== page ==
Today’s Top Ten Tuesday Topic:
Back to School Books
Heading back to school after a summer break can be hard for some kids. For others (like me) it’s full of excitement and anticipation. I loved the adventure of meeting my new teachers, finding out who was in my class, and the pure joy of new school supplies.
While researching for this post, I came across an amazing article on We are Teachers, a website that aims to “inspire teachers and help them succeed by sharing practical classroom ideas, the best freebies and giveaways, and teacher-to-teacher advice and humor.”
18 Perfect Picture Books for the First Weeks of School
The article I found and loved is called 18 Perfect Picture Books for the First Weeks of School. Written by teacher Elizabeth Mulvahill. It not only lists some books that sound amazing, but also gives an activity idea for each book that elementary school teachers can do with their students to open up discussion on fears about school, questions about school, or ways to make other students feel welcome.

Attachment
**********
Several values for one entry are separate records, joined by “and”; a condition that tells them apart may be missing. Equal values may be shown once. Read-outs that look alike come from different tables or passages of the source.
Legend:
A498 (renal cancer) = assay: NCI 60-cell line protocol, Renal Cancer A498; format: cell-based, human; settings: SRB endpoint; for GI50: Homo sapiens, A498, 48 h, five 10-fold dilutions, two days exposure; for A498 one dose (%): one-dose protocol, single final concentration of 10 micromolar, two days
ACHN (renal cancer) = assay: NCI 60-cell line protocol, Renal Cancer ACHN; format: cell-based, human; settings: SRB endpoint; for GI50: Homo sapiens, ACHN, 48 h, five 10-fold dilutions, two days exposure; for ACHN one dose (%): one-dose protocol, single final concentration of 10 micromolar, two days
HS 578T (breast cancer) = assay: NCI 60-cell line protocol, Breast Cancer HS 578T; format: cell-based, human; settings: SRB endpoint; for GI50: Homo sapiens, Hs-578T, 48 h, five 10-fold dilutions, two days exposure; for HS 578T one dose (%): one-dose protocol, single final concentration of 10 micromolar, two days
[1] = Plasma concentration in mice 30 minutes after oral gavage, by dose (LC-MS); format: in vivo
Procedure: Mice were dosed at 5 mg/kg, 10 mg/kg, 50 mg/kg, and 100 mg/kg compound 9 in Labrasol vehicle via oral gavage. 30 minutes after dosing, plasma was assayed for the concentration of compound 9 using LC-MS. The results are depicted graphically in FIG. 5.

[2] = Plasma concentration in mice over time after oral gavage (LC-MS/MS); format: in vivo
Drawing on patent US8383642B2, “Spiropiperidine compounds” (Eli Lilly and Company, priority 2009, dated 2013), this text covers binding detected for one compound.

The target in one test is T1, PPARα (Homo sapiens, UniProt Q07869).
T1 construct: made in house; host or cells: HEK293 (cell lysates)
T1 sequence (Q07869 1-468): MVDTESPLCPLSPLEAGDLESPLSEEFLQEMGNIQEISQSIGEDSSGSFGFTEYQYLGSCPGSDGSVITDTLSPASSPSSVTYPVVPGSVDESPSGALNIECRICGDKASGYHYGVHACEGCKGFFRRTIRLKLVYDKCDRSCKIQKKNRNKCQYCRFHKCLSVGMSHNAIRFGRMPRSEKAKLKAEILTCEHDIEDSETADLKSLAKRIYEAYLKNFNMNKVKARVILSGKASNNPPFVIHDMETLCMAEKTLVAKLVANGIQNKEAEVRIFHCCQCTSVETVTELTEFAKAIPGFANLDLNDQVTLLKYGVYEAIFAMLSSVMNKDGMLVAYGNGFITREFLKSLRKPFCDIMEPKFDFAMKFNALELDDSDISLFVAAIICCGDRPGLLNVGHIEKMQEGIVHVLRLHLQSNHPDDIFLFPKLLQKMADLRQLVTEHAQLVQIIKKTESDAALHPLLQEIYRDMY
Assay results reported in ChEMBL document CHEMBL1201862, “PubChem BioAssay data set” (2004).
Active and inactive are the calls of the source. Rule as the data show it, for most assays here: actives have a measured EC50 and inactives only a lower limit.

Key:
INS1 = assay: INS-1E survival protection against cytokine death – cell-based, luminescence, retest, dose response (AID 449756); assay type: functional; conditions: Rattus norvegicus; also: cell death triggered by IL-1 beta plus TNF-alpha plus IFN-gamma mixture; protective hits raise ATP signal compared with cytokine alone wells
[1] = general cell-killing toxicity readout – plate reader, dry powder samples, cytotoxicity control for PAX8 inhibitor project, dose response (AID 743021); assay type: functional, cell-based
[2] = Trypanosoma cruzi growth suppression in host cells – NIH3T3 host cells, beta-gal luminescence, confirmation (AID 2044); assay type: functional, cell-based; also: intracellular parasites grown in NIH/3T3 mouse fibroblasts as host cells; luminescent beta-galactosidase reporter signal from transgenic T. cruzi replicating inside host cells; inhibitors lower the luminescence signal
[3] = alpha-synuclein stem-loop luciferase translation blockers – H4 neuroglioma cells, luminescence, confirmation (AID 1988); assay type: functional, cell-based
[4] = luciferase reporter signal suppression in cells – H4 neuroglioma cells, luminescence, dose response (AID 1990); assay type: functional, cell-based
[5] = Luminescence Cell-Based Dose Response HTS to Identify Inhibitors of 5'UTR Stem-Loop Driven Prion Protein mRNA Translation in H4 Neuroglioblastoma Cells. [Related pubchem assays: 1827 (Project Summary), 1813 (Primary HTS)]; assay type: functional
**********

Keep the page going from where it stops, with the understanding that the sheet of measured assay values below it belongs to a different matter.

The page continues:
How awesome is that?
Here are a few of the books in the article that really caught my eye. Take a look at the full article to read Elizabeth’s summaries and activity suggestions for all 18 books. Trust me, it’ll be worth your time. I’m adding all of these books to my TBR and finding them at my library ASAP.
1. All Are Welcome by Alexandra Penfold
This book is all about welcoming people who are different than you and seeing how everyone can learn from each other’s traditions. The illustrations look bright and colourful. Having grown up in a community that was predominantly white, I can’t wait to read this one and probably add it to my shelves too.
2. First Day Jitters by Julie Danneberg
New schools can be scary. This book looks like a great one to help kids see that they aren’t the only ones scared of starting a new school year and can open up some great discussion about fears and friendship.
3. The Name Jar by Yangsook Choi
Names are important. And when they are in a different language than we’re used to, they can be hard to pronounce. But kids can learn how to pronounce the names of their classmates. The Name Jar tells the story of Korean immigrant Unhei on her first day at an American school, where she wonders if she should choose and American name that will be easier for the other kids to pronounce. I love the summary in Elizabeth’s article and her activity idea so much.
4. Is Your Buffalo Ready for Kindergarten? by Audrey Vernick
Do you have a kiddo starting kindergarten this year? This might be a fun book to read with them to help get them ready and ease any fears they might have. And probably make them laugh too. I can’t wait to read it.
What type of back to school kid were/are you?